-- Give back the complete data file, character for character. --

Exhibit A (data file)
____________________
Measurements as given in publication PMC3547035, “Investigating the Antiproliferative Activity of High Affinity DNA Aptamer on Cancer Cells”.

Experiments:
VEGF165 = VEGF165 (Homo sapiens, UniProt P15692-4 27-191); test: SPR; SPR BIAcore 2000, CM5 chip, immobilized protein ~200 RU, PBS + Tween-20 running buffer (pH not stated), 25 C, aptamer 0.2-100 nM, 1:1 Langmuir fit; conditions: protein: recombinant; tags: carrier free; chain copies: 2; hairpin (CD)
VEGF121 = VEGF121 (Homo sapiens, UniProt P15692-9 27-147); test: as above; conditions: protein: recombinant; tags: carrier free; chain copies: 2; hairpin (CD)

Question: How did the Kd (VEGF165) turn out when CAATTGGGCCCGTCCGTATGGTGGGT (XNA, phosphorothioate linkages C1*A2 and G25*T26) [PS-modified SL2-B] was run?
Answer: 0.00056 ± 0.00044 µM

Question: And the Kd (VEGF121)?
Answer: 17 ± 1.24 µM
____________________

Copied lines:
Measurements as given in publication PMC3547035, “Investigating the Antiproliferative Activity of High Affinity DNA Aptamer on Cancer Cells”.

Experiments:
VEGF165 = VEGF165 (Homo sapiens, UniProt P15692-4 27-191); test: SPR; SPR BIAcore 2000, CM5 chip, immobilized protein ~200 RU, PBS + Tween-20 running buffer (pH not stated), 25 C, aptamer 0.2-100 nM, 1:1 Langmuir fit; conditions: protein: recombinant; tags: carrier free; chain copies: 2; hairpin (CD)
VEGF121 = VEGF121 (Homo sapiens, UniProt P15692-9 27-147); test: as above; conditions: protein: recombinant; tags: carrier free; chain copies: 2; hairpin (CD)

Question: How did the Kd (VEGF165) turn out when CAATTGGGCCCGTCCGTATGGTGGGT (XNA, phosphorothioate linkages C1*A2 and G25*T26) [PS-modified SL2-B] was run?
Answer: 0.00056 ± 0.00044 µM

Question: And the Kd (VEGF121)?
Answer: 17 ± 1.24 µM